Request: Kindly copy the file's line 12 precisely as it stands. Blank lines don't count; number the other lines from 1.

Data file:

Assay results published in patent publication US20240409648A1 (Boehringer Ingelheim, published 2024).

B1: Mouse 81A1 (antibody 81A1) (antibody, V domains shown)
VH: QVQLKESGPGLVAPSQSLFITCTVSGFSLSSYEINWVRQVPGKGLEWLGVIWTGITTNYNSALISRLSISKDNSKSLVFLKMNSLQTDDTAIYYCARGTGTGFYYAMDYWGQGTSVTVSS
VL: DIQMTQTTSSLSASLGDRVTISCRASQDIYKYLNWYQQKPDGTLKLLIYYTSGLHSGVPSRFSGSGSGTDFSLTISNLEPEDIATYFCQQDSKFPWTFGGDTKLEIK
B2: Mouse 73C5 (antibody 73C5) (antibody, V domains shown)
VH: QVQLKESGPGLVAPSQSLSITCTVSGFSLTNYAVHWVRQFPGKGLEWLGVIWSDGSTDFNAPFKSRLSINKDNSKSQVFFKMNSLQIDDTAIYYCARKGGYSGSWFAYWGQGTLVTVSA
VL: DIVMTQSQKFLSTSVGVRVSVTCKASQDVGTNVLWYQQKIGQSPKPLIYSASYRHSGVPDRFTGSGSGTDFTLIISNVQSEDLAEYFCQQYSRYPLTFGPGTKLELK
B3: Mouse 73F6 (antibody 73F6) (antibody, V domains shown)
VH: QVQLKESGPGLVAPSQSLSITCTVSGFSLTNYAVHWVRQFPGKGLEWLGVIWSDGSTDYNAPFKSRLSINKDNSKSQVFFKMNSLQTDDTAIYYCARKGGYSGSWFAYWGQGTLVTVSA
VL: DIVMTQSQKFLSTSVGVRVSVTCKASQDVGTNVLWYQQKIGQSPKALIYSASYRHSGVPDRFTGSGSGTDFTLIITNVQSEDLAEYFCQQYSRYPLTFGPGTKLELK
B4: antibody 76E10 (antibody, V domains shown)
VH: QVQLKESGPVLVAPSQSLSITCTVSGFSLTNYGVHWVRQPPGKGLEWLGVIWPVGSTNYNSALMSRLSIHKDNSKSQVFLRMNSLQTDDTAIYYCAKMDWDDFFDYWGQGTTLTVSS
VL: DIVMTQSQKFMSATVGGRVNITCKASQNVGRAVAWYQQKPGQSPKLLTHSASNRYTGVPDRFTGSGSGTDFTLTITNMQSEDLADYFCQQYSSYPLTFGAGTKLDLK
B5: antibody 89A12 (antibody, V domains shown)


VH: QVQLKESGPVLVAPSQSLSITCTVSGFSLTNYGVHWVRQPPGKGLEWLGVIWPVGSTNYNSALMSRLSIHKDNSKSQVFLRMNSLQTDDTAIYYCAKMDWDDFFDYWGQGTTLTVSS